Their first full-length album The ArchAndroid, released in 2010, revolves around a character named Cindi Mayweather, an android and Monáe’s alter ego. A second concept album was released in 2018, titled Dirty Computer, a show of their continued creative genius that received even more critical acclaim. Monáe has since put out their beautifully boldest release yet: 2023’s The Age of Pleasure. The album got them the nomination of Album of the Year at last year’s Grammys. In an interview with The Current, Monáe described the album as "a movement" and "a soundtrack to a lifestyle." Here, Monáe stresses being unapologetic of your pursuit of joy and expression. In the lyrics and video of “Lipstick Lover,” for instance, Monáe is proud to sing about who they love. They even pull a line from Stevie Wonder, a nod to their continued adoration of him, singing “‘Cause for your love, I’ll take my time.” 

Monáe’s accolades feel too many to count between their ten Grammy nominations, Screen Actors Guild Award, and Trailblazer of the Year Award from Billboard, among others. Speaking perhaps most loudly to their icon status, though, was Monáe’s invitation to stand among soul greats like Patti LaBelle, Aretha Franklin, Tessanne Chin and others at the White House in 2014 celebrating the genre and the impact these artists had on not just music, but American culture. 



By Ella Mastroianni, Blog Assistant

On May 26th, 2023, Arlo Parks released her second album, My Soft Machine. The 23-year-old British musician won the 2021 Mercury Music Prize for her debut album, Collapsed In Sunbeams, and a little over two years after putting that album into the world, it was time for her sophomore release. However, before all of this, Parks was Anaïs Oluwatoyin Estelle Marinho, an artist from London with a deep connection and love for words. 

Parks began as many artists do nowadays, by turning to the internet and submitting things. Parks uploaded some of her early music to BBC Music Introducing, and from there she released her first EP Super Sad Generation. However, it wasn’t until Collapsed In Sunbeams that the game changed for her. Her songs such as “Eugene,” “Caroline,” and “Black Dog,” (which begins with the delectable line “I'd lick the grief right off your lips,”) made up an album that emphasized her poetic ability and even more so than people discovering her music, Parks’ indie-pop music with R and B influence was finding and connecting with people.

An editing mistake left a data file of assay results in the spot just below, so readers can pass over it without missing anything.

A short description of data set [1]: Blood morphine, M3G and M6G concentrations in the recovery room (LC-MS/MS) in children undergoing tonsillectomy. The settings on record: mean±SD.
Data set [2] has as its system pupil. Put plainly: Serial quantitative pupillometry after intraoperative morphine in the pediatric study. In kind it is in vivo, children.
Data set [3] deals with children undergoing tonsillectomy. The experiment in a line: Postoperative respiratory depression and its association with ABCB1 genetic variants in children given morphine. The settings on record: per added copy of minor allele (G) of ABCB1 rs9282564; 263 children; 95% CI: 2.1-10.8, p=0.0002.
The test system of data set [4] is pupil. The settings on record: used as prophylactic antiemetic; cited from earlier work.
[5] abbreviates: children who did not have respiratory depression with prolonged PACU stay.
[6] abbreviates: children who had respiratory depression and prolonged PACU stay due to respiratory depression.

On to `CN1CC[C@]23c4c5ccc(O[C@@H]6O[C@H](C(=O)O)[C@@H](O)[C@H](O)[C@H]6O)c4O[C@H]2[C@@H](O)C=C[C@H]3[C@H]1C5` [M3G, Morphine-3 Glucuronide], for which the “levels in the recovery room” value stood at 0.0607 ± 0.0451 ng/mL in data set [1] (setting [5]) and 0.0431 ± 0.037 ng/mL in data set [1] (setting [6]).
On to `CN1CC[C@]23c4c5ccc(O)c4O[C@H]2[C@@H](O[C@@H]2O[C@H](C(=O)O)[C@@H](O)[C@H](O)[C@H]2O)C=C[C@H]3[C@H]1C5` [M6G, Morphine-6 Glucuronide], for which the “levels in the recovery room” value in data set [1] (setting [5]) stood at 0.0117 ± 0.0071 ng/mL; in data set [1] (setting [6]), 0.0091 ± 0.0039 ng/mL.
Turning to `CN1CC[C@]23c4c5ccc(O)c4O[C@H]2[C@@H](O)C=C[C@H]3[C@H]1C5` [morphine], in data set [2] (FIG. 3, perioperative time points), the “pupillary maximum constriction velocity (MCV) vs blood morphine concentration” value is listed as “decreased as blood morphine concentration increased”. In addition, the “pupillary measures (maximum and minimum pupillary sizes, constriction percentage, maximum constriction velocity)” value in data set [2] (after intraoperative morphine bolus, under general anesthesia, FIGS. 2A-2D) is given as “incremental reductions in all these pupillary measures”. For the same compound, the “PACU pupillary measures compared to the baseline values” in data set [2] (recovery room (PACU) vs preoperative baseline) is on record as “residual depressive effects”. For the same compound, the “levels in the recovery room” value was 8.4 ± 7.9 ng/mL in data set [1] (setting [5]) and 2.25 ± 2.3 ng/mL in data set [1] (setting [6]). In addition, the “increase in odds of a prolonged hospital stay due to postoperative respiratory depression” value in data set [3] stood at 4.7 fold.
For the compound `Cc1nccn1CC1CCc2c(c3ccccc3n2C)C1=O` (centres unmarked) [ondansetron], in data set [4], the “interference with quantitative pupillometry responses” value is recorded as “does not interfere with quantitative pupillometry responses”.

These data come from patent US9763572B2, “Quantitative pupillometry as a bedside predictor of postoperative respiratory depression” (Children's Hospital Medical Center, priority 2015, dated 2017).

Parks has had an NPR Tiny Desk Concert and has performed at KEXP and Coachella, giving her a solid foundation impressively early in her career. She has written for Beyonce (specifically on the song "YA YA”), has collaborated with Phoebe Bridgers, and has opened for artists such as Harry Styles, Billie Eilish and Clairo. It is her sixth year releasing music, and as of late, she has added being an author to her resume. A few months after My Soft Machine, she released a poetry book called “The Magic Border,” which included more information about the tracks on her sophomore album emphasizing her love of words with the addition of some of her poetry (p.s.: I can attest the poems alone are worth the read). 

There is no doubt that Parks has a way with words (Take “Weightless,” for example, which opens with, “Cardamom and jade as your eyes streamed/ On the night you showed your volcanic side”), and it is clear upon listening to any of her songs that she loves the craft of writing. Her songs are literary in many ways, and they’re also simply fun and lovely to listen to at any time—it isn’t every day that an artist can so seamlessly make indie-pop music that can also be categorized as R&B or even folk. For listeners of these genres, she is a lovable songwriter. For lovers of these genres, she is a household name.